Do honeybees hibernate?

Published 11:26 am Saturday, November 9, 2019

Len VanMarion
TAIS Certified
Master Beekeeper

I never see honeybees in the winter so they must hibernate. The answer it that statement is no they don’t hibernate as bees don’t really sleep.  

But it is true they don’t leave the hive when the temperature gets low. When the temperature gets into the mid 50’s bees will rarely fly outside the hive. As temperatures drop the colony of bees form a mass of bees around the eggs and brood to keep the brood area temperature in the 90’s. 

Bees will shiver and produce body heat to keep other bees and brood warm. The colder the temps the tighter the mass of bees becomes.

Most of us know bees prepare for winter by storing honey and pollen in the hive so they can eat. Bees do a lot more that that to prep for winter. In the fall the queen will reduce the number of eggs she lays each day and by the start of the New Year, she may stop laying altogether.   

A strong hive may contain 40-50,000 bees in mid-summer but by the dead of winter, the numbers may be down to 10,000 or so. Honeybees know fewer bees will consume less stored food. Thus, helping to ensure the survival of the colony. 

Since bees don’t sleep, you can’t say they hibernate, in fact, they stay very much awake flexing shoulder muscles to produce heat, the bees will rotate from the center of the mass to outer edge allowing others to flex and keep the hive warm. It’s a community effort.  

Here in southeast Texas, our temps will often rise into the 60s or maybe 70s and some of the bees will fly. Often the first bees to fly are the undertaker bees carrying out dead sisters and housekeeping bees carrying out rubbish from the hive. If the temps stay up for a few days more bees will fly looking for a little nectar or pollen.

Homeowners might have a colony of bees in an empty space in the eave or wall of a home and never know until warm spring days arrive. I am often called in March or April and told the bees just showed up only to find older comb and brood.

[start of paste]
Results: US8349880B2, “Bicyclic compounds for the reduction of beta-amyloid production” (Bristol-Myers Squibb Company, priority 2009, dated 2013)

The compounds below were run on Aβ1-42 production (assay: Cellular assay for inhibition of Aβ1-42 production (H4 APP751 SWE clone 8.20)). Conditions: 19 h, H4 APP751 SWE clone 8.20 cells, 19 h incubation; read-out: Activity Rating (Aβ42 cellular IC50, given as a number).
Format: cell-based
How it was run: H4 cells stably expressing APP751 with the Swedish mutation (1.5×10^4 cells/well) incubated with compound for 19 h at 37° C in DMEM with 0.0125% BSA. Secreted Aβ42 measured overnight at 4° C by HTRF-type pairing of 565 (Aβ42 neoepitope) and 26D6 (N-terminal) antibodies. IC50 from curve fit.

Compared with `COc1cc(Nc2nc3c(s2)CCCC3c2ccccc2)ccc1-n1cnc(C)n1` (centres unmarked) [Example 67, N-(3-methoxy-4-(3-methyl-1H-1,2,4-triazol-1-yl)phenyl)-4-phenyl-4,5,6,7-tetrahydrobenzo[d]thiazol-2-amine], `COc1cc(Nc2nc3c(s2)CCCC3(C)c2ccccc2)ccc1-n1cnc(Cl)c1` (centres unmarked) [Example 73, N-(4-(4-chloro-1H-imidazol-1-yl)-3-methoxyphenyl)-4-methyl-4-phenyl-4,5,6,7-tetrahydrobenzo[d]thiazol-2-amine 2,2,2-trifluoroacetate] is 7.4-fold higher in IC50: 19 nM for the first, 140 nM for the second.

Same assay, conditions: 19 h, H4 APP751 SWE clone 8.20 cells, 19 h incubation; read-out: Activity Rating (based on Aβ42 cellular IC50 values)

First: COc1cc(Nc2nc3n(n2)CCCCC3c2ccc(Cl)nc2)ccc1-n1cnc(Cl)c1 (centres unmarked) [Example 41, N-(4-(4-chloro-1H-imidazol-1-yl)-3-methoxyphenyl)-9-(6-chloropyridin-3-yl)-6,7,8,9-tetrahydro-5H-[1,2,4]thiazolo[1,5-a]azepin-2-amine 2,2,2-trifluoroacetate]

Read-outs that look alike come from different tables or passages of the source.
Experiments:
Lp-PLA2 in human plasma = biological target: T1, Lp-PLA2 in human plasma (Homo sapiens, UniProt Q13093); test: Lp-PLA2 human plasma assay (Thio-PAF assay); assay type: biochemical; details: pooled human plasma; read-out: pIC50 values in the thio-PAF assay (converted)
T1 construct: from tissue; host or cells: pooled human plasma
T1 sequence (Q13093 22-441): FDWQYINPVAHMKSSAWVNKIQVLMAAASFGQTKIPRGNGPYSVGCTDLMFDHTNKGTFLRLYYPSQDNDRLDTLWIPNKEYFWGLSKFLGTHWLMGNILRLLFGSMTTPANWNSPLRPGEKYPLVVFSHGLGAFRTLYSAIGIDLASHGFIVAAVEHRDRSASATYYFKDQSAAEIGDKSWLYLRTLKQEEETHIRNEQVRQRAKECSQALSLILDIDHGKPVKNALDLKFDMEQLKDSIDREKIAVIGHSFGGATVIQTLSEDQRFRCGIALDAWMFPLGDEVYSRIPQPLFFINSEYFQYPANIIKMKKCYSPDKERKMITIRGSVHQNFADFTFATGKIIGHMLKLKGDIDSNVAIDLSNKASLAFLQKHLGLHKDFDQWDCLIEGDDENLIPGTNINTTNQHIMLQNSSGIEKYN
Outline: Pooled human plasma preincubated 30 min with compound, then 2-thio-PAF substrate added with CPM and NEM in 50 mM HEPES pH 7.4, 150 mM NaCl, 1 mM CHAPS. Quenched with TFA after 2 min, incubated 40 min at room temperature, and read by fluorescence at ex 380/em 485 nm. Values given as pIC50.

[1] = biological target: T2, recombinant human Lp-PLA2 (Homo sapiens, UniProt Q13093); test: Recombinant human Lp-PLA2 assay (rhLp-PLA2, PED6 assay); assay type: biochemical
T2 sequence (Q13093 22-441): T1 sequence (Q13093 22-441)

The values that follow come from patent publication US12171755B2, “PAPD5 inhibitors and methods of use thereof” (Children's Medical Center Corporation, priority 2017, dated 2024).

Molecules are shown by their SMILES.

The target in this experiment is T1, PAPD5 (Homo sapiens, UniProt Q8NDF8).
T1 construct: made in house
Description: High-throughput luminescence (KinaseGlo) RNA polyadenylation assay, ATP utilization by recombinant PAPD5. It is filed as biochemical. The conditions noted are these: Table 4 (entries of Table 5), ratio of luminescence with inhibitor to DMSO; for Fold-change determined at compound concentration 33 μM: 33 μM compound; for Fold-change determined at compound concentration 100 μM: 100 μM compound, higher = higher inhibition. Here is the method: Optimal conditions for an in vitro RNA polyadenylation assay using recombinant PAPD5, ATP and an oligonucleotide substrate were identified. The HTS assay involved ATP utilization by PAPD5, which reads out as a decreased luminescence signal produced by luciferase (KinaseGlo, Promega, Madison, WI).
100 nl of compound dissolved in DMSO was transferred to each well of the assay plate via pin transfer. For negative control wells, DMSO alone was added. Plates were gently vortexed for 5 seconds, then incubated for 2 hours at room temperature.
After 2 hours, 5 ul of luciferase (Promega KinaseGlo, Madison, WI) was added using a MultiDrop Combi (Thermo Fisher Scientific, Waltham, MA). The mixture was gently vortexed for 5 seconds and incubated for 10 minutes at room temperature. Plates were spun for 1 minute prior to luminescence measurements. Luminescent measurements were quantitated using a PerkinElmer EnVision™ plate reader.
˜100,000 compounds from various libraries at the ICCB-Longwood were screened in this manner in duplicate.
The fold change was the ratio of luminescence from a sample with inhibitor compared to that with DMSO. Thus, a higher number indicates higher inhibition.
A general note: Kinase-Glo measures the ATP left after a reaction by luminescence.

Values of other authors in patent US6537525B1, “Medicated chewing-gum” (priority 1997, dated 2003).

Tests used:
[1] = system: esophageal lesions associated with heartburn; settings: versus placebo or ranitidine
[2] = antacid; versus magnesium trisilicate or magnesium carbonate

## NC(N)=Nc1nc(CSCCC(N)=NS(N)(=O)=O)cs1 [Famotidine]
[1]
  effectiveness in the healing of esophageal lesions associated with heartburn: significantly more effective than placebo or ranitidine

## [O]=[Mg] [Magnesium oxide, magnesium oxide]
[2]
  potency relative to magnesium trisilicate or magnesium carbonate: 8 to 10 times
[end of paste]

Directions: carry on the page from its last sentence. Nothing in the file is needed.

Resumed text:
Here in South East Texas the queen will ramp up her egg-laying in mid-February and by mid-March or early April be laying 2000 to 2500 eggs a day. The queen wants the hive count to rise to 40-50,000 bees by late May to take advantage of our major nectar flows.

For a beekeeper, March is a critical time for our hives as March is when starvation is most likely. 

If we have a warm February the queen may begin to lay earlier and faster being fooled by the weather and early abundance of nectar and pollen, the hive-bee counts rise quickly, honey consumption increases, a cold spell and lots of rain follow the stores of honey are exhausted and the hive starves.  

February/March 2019 was a prime example of this very action. Late February 2019, the bees were looking really good, hives active, lots of brood. Then a late cold spell and several days of non-stop rain, all of a sudden we had lots of struggling hives with nothing left to eat. 

If you are interested in beekeeping or just want a little more info on Honeybees, a group of local beekeepers meets on the first Tuesday of every month at the La Cantina Restaurant on MacArthur Drive Orange. We meet at 6 pm and all are welcome.

Support Orange County Beekeepers buy your honey from one of them. Get REAL TEXAS HONEY not just something imported from ASIA and labeled as Texas honey.